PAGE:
Why do opportunities often seem to come with a side dish of pickles? (Metaphorical ones.) I wish I knew the answer to that question.
We can talk about the metaphysical side of it, how there are parts of us that fear change, so they wreck havoc inside of us, and on the outside in an attempt to prevent us from taking that scary step. That's certainly part of my belief system, and it's just too big a coincidence, hearing all these stories from people who had a total shit storm happen as they were preparing for something big.
Like their computer breaking down just days before teaching an online workshop, and losing all their videos and course material, which happened to the expressive arts teacher Connie Solera.
Or computer breaking down the day after quitting their job and starting their freelance career, losing their entire portfolio in the process, which happened to fantasy illustrator Bobby Chiu. (The same thing happened recently to one of my friends, just when he registered his LLC.)
Or the first week of your first ecourse someone hacks your website, which happened to the creative entrepreneur Lisa Sonora Beam.
I've heard dozens of stories like this. Nowadays, I just expect something to go to hell whenever I'm doing something new that means a lot to me (which is why I keep not one, but two external backup disks).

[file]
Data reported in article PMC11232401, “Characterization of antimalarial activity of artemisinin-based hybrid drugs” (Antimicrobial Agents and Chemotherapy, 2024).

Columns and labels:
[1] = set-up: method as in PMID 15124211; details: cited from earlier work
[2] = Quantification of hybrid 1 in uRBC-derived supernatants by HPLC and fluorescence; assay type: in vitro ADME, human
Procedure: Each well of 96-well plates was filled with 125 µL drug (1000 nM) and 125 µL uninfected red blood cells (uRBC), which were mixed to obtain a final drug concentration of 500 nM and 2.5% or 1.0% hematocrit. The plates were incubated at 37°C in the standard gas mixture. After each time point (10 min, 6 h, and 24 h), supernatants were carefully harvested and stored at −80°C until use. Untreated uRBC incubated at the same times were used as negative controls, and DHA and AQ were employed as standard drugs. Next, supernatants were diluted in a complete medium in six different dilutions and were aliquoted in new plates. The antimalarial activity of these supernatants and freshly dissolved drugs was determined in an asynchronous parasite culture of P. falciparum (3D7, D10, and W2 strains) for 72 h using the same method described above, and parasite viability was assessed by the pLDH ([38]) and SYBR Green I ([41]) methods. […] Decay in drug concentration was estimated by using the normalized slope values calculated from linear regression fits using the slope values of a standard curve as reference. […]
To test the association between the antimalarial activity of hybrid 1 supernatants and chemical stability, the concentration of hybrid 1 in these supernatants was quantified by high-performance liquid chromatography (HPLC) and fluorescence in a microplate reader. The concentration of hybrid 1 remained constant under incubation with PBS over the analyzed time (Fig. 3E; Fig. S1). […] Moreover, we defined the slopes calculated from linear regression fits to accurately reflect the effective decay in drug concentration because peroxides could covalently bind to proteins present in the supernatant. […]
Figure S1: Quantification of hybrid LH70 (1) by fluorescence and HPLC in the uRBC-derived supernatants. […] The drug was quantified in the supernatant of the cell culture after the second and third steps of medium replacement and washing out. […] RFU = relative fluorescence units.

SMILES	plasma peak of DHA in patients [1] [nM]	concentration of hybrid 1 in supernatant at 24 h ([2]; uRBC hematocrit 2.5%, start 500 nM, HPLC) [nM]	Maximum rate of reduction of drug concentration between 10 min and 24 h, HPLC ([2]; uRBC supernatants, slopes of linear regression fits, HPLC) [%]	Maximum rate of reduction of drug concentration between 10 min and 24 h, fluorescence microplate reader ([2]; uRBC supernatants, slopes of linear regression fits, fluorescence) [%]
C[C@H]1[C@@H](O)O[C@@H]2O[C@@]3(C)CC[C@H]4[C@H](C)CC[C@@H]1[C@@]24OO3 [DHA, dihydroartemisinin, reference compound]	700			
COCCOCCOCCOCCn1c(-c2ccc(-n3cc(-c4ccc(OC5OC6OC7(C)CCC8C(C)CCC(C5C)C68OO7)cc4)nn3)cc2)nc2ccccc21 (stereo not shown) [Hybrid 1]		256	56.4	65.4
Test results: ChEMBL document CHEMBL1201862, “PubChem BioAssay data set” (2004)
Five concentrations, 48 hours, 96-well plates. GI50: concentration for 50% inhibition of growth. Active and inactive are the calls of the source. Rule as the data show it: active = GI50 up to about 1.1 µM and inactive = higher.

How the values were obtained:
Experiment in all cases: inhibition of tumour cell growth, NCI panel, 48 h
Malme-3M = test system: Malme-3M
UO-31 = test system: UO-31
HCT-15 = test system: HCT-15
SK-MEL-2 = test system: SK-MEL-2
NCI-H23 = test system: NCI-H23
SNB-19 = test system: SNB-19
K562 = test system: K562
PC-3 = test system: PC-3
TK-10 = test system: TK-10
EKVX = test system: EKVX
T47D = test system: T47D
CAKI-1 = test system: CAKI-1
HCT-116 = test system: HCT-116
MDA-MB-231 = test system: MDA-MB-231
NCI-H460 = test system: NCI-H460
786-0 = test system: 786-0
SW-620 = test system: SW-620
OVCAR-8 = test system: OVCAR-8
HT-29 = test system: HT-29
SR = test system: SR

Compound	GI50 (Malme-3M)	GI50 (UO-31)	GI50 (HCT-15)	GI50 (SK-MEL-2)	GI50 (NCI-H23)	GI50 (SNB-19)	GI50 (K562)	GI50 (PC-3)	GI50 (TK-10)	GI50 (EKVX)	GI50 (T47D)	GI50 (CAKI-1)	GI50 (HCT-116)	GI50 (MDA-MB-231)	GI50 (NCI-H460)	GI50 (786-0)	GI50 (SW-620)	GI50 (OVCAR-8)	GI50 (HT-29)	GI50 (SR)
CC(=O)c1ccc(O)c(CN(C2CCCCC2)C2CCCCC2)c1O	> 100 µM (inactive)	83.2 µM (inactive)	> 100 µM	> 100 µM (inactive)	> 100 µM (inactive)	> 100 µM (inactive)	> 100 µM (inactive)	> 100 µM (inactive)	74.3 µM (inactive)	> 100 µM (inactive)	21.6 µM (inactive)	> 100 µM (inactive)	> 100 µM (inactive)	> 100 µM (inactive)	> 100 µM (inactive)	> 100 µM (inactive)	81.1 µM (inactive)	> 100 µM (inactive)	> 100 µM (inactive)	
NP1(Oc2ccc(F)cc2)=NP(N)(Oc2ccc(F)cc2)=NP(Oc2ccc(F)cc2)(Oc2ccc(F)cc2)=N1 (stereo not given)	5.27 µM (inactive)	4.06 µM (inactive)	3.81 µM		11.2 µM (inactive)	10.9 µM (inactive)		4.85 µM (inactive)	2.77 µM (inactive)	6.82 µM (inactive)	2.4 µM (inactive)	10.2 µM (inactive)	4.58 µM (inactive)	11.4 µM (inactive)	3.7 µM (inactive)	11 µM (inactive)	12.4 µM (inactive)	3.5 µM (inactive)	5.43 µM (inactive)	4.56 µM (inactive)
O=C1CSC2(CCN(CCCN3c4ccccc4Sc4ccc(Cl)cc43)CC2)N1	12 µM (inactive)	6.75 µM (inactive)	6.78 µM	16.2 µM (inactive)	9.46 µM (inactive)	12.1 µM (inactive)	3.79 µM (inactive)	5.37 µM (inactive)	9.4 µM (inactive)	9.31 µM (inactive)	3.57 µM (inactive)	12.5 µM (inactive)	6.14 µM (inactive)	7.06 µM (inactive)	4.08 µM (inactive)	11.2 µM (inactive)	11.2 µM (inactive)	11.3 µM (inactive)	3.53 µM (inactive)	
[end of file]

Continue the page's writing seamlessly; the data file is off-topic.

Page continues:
Bobby Chiu said about this phenomenon in his book “The Perfect Bait”:
“When everything seems to go wrong, good things are just around the corner.”
April Bowles Olin said in her post 12 Tips to Bring The House Down at Your Next Speaking Engagement (which I recommend highly if you're preparing for a speaking gig) that 90% of the time something will go wrong.
But unlike backups, there are things you simply can't prepare for. And one of these things happened last Friday, as I was on my way to WordPress Meetup in Zagreb.
Stuck in a parking lot
I was one of the 4 people who had a presentation at the 10th WordPress Meetup Zagreb. I prepared all week, practiced my delivery, sent in a presentation ahead of time... I left nothing to chance. I wanted to look good in front of organizers and the guests, especially since it was my first industry speaking gig. (I did a few lectures before, unrelated to my work.)
The organizer offered to hook me up with a fellow web developer from my hometown who would be driving to Zagreb. On the morning of our journey, some parts of the highway were closed because of the strong wind, but by the time we had to go the path was clear.